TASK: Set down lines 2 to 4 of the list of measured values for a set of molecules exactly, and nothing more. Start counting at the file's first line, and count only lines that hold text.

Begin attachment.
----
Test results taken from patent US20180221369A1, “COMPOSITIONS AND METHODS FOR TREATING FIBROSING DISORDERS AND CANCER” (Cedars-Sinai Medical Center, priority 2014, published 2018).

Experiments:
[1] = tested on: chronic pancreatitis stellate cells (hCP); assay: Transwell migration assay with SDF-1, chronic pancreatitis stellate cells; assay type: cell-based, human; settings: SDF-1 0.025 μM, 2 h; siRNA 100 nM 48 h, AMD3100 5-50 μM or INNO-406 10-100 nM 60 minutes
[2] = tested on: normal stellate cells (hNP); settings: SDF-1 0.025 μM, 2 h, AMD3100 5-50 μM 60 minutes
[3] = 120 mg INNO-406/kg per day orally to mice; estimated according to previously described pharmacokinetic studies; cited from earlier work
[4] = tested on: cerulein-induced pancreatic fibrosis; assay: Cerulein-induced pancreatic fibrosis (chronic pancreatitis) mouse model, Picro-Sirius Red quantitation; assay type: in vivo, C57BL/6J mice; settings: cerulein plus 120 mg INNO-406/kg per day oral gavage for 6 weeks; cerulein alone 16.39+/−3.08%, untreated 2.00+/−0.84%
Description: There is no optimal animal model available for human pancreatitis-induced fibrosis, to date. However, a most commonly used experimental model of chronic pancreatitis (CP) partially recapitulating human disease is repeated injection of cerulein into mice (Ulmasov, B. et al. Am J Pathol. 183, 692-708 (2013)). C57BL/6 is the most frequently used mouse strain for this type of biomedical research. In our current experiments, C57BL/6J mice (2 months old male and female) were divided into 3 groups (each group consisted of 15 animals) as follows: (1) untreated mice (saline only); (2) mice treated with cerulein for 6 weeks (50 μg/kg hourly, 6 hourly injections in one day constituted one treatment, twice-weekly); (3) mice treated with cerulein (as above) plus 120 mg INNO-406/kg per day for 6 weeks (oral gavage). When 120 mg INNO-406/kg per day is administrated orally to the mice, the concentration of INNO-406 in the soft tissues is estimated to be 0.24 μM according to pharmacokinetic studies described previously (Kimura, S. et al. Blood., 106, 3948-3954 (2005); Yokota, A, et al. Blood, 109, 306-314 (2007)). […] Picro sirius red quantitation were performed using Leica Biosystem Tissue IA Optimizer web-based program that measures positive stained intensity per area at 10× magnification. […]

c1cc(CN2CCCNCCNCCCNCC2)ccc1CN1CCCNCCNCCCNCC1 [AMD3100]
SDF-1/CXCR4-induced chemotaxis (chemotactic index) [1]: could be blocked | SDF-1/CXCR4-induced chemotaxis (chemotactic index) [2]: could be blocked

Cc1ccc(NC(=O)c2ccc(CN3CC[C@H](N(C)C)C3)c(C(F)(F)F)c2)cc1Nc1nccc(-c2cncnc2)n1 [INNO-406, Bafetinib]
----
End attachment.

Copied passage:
Experiments:
[1] = tested on: chronic pancreatitis stellate cells (hCP); assay: Transwell migration assay with SDF-1, chronic pancreatitis stellate cells; assay type: cell-based, human; settings: SDF-1 0.025 μM, 2 h; siRNA 100 nM 48 h, AMD3100 5-50 μM or INNO-406 10-100 nM 60 minutes
[2] = tested on: normal stellate cells (hNP); settings: SDF-1 0.025 μM, 2 h, AMD3100 5-50 μM 60 minutes